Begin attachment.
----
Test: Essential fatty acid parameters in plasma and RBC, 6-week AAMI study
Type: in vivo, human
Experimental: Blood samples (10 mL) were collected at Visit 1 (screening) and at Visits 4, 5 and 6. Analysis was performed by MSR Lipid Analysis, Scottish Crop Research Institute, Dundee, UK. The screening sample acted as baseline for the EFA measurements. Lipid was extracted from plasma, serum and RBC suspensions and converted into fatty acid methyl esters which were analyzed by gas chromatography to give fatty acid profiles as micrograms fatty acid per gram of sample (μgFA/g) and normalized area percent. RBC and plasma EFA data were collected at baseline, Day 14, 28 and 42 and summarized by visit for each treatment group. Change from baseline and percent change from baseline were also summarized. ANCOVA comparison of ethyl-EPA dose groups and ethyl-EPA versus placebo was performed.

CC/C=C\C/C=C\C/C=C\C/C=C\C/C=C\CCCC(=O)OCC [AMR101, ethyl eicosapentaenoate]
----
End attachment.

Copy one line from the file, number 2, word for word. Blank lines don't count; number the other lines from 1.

Type: in vivo, human